Since MSMA is used on cotton, EPA also believed at that time that residues of inorganic arsenic could enter the human food supply through the meat and milk of animals fed cotton by-products (seeds, hulls, and gin by-products) that have been treated with MSMA. In completing the RED, EPA found that the aggregate dietary risks from exposure to inorganic arsenic in food and drinking water combined did not meet the reasonable certainty of no harm standard under the Federal Food, Drug, and Cosmetic Act (FFDCA).
In 2007 and 2008, stakeholders submitted to the Agency additional data on organic arsenicals that previously were not available. These data indicate that no residues of inorganic arsenic are likely to remain in the meat and milk of animals fed cotton by-products that have been grown in fields treated with MSMA, or in food crops that are rotated with cotton that has been treated with MSMA.
Cotton growers also have documented the increasing spread of Palmer amaranth or pigweed, a glyphosate-resistant weed that can significantly reduce cotton yields and could have a negative effect on conservation tillage efforts. Currently, no alternative herbicides to MSMA are registered on cotton to control this pest.
In light of the new information, the agreements allow for the reregistration of MSMA use on cotton only, contingent on the development and acceptance of confirmatory data demonstrating that no residues of inorganic arsenic are likely to remain in the meat and milk of animals fed cotton by-products. These data were provided and are under review.
EPA also rescheduled the MSMA registration review to begin in March 2013. During this ongoing review, the risks and benefits of MSMA will be reevaluated considering any new toxicity information as well as the availability of new, lower-risk herbicides that should be entering the market.
The agreements require certain mitigation measures for MSMA use on cotton to protect water resources. Pre-plant cotton use has been deleted. The cotton use is limited to two post-emergent applications per year of two pounds active ingredient per acre each. Cotton growers also must maintain a 50-foot buffer zone around permanent water bodies.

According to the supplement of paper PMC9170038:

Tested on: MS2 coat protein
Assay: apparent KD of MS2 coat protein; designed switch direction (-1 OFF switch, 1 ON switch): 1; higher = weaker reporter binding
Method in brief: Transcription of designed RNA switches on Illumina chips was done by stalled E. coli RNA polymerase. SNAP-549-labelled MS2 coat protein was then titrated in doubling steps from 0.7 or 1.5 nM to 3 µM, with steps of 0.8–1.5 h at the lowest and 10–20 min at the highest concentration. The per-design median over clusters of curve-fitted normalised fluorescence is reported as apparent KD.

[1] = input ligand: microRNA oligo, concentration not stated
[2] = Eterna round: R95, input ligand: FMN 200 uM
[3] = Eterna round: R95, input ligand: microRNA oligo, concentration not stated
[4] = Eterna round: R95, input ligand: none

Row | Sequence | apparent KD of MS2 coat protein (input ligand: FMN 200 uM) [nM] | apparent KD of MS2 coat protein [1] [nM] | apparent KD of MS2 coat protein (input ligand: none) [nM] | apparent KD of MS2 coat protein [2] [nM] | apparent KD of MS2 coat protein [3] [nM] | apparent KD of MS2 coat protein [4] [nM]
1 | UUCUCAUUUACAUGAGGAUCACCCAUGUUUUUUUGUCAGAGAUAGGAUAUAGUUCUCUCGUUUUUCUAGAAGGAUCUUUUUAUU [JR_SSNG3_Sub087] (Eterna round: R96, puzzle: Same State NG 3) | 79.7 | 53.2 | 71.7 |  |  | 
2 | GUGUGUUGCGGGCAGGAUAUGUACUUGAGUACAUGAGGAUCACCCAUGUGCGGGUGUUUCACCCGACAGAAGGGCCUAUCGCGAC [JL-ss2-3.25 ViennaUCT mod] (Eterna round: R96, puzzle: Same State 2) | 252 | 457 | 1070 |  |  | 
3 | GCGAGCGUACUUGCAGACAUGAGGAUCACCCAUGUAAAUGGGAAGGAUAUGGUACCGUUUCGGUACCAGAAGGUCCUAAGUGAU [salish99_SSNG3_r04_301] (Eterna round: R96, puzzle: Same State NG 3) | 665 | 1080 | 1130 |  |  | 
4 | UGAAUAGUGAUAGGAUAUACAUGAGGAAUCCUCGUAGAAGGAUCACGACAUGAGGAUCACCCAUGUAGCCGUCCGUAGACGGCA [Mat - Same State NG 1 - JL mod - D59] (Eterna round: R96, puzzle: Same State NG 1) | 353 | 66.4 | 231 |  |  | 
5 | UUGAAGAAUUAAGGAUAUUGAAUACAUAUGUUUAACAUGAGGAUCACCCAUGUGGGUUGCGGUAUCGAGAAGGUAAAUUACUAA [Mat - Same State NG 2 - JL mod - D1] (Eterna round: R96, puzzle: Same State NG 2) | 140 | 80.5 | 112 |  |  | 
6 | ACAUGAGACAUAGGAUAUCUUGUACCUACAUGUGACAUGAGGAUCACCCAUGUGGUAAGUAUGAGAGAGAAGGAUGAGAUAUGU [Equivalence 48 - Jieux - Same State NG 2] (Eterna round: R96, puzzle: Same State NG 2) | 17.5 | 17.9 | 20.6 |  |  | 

All use of the organic arsenical herbicides, except MSMA use on cotton, will be canceled in two phases. In addition to products used on cotton, MSMA products with uses phasing out over several years will include new restrictions, summarized below, to protect water resources.
Phase 1 – Many existing uses were canceled as of September 30, 2009. These uses include among others: residential turf, forestry, non-bearing fruit and nuts, citrus (bearing and non-bearing), various grasses, and drainage ditch banks, certain rights-of-way, fence rows, storage yards and similar non-crop areas.
Phase 2 – MSMA use on golf courses, sod farms, and highway rights-of-way was to be canceled as of December 31, 2012, with use of existing stocks permitted through 2013. If any person submitted benefits information concerning these uses to EPA on or before December 31, 2011, EPA would review such information, along with peer review recommendations (see below), and could amend its position on the continued registration of these uses. EPA received and is considering benefits information regarding these three MSMA uses.
As discussed further below, peer review recommendations from the National Academy of Sciences (NAS) would inform EPA’s final decision regarding the use of MSMA on golf courses, sod farms, and highway rights-of-way. Because EPA did not provide a written determination by December 31, 2012, these three uses were not deleted at that time and will be extended until the Agency provides the required written determination.
The following new use restrictions currently apply.
For golf courses:
For sod farms:
- Spot treatments only (100 sq feet per spot), not to exceed 25 percent of the total golf course acreage per year
- One broadcast treatment for newly constructed courses only
For highway rights-of-way:
- 1-2 broadcast applications
- 25 foot buffer around permanent water bodies
- Two broadcast applications ONLY on highway rights-of-way
- 100 foot buffer around permanent water bodies